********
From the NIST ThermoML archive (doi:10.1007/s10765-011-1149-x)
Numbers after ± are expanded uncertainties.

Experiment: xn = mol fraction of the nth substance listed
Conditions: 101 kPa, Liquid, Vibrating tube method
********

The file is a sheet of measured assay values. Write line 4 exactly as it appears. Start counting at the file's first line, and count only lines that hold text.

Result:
Conditions: 101 kPa, Liquid, Vibrating tube method